As cliché as it sounds, you could say barbecue runs in Lee Hill’s veins. Hill grew up in a rural agricultural community in North Carolina, where barbecue isn’t just a meat choice or a sauce or a seasoning, it’s a whole lifestyle. 

Hill grew up working in his dad’s garden and playing basketball, the latter of which afforded him a college scholarship. After school, he joined the US Air Force where he gained an interest in cooking along with many life-shaping experiences. 

Hill and his wife moved to Utah when their daughter, Jeannie, was receiving treatment at Primary Children's Hospital. Jeannie suffers from cerebral palsy caused by a perinatal stroke but had the hope of learning to walk and other physical improvements with the help of physical therapy.


The treatments don't come cheap though, and in 2014, Hill and his wife were looking for ways to create extra income to pay for their daughter’s physical therapy. 

Hill had been making homemade barbecue sauce to give away as gifts for years, so when his wife suggested he start selling his sauces, it felt like a natural path, and Big Daddy Hill's BBQ was born. 

Hill still remembers his first event when he brought 72 Wal-Mart Mason jars of sauce to sell and came out the other end of the event with negative $6.00. It certainly wasn’t easy, and they almost went under three years ago, but Hill attributes his success to the support from the community and his clients at the market. 

“The customers saved us,” Hill said. “And a lot of work, trust and faith, and encouragement from my wife.” 

With the support of his customers, Hill has expanded his sauce line from his original North Carolina sweet and tangy style sauce to also include J’s Jammin’ Jamaica (named after his daughter, Jeannie), Luke’s BBQ Sauce (Memphis Style, named after his son, Luke), Texas Mesquite, Honey Habanero, and Bourbon Blues. 

Hill thinks BBQ is special because it's a way to bring family together. 

"My earliest memory of barbecue is having the entire family gathering around for the holidays, catching up, and enjoying food," Hill said. "It's something that relates to all walks of life." 

Hill will never forget the hard days and those who supported him, and business is only continuing to improve. Along with maintaining his presence at the Utah Farm Bureau Murray and South Jordan Farmers Markets, Hill now sells his sauces to many restaurants in Utah and Texas and has most recently landed a deal to provide sauce for a Food Network personality.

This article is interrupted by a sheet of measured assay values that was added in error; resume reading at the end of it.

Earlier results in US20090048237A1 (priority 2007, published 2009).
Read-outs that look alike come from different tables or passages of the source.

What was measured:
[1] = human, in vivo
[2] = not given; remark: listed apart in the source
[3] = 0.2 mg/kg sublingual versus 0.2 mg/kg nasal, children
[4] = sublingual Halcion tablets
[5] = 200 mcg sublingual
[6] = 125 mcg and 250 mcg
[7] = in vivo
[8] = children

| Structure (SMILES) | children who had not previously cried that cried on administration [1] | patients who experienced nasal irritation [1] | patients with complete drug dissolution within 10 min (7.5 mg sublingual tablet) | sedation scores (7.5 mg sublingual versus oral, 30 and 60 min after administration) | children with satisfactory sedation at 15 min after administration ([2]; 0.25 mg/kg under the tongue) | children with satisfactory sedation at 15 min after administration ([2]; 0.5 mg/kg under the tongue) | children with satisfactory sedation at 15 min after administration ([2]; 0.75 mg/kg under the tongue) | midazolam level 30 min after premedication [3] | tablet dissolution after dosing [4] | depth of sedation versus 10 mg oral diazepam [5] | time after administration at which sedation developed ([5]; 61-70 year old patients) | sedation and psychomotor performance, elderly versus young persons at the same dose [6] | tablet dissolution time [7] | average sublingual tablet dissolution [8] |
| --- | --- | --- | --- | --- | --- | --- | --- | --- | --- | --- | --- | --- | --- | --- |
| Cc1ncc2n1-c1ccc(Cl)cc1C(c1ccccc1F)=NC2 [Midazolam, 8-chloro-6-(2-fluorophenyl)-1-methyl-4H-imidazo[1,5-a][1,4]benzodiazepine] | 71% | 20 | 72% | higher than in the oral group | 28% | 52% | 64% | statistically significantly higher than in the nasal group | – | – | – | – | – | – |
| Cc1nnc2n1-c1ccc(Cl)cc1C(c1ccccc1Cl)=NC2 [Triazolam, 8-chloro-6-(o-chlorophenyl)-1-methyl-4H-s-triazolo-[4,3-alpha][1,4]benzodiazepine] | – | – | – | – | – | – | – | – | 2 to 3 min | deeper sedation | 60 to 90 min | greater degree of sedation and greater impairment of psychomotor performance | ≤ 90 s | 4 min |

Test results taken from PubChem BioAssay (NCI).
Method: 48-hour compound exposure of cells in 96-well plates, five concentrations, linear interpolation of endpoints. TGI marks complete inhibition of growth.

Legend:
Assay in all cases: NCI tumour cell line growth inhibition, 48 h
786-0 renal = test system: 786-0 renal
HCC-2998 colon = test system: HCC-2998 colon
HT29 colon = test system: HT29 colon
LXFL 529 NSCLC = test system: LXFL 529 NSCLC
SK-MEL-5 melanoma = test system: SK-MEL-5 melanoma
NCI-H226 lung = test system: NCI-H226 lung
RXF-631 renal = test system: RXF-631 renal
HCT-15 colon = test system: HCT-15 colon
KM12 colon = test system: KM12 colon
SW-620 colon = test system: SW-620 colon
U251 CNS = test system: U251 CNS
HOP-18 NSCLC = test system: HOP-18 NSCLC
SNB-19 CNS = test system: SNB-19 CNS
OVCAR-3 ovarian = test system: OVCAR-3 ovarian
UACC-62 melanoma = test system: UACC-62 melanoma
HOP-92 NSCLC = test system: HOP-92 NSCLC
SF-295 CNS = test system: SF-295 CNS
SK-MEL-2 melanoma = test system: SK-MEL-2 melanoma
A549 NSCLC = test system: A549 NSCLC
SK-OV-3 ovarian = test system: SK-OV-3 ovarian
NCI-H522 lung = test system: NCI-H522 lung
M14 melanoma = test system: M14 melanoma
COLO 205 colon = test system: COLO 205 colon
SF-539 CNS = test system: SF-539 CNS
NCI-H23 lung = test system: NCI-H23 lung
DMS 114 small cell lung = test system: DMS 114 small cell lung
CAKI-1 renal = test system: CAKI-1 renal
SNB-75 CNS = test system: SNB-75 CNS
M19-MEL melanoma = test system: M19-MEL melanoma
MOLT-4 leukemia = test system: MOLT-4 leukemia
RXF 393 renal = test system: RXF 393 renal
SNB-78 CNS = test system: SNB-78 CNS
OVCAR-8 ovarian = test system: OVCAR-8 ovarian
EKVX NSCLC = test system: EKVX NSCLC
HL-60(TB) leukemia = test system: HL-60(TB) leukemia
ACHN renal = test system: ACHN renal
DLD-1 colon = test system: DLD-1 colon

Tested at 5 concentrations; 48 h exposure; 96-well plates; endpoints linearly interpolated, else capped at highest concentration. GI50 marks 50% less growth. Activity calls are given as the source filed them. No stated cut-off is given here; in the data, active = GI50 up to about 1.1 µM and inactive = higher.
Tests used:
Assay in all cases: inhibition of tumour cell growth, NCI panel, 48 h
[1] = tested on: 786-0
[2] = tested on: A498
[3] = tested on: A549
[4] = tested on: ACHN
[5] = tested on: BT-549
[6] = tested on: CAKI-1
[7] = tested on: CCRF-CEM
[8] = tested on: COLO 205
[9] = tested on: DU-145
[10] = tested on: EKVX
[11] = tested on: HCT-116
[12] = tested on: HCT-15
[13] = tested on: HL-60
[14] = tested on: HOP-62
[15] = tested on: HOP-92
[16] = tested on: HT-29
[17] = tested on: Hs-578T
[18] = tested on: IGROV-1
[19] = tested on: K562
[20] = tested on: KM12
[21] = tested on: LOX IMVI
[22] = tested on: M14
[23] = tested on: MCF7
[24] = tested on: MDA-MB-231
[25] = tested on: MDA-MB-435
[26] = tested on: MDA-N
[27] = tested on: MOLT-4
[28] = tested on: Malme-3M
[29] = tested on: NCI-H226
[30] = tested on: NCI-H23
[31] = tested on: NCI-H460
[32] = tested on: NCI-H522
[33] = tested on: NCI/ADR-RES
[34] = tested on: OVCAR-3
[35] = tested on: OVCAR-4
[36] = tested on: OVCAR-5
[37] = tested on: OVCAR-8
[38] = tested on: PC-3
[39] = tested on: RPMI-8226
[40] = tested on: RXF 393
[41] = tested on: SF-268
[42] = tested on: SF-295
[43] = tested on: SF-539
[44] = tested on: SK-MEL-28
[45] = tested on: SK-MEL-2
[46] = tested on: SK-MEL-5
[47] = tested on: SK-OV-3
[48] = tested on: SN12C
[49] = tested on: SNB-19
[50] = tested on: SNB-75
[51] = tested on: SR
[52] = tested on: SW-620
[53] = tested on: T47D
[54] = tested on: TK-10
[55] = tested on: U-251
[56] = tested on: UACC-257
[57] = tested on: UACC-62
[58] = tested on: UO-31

“We’ve grown from cooking in a small pot in our home kitchen,” Hill said. “We have become more scientific in our approach, but the number one reason we are still here is our customer support, and we’re grateful for that.” 

As for the daughter who inspired the business, Jeannie is walking and talking, against her doctor’s expectations of her never having physical abilities. 

“She is a miracle child,” Hill said.

 To show their gratitude, Big Daddy Hill is offering 25% off his products for Utah Farm Bureau members, with promo code FB25, good until August 31st. Order today at


How to Barbecue, For Beginners, as Told by Big Daddy Hill

I suggest beginners start with pork butt, it’s forgiving and there’s a lot of meat. You can purchase it "bone-in" or boneless. Cook it at 225 degrees in an oven or smoker until the internal temperature reaches 160 degrees. Then, wrap the roast in tinfoil and put it back inside until the internal temperature reaches 200 degrees. Take the meat out and let it rest at room temperature, still wrapped in tinfoil, for 2 hours. If you follow the time and temperature rules, it will literally fall apart. The seasoning can be as simple as rubbing it with mustard and salt and pepper before cooking or using one of our sauces or seasonings. 

What Wood to Use

My go-to is hickory, it’s easily sourced, readily available, it’s what you will normally get in BBQ flavors. If you have time, you can source fruit woods which are great for pork and poultry. Alderwood goes great with seafood. Depending on where you’re at, mesquite is also a great option and commonly used in Texas and the South.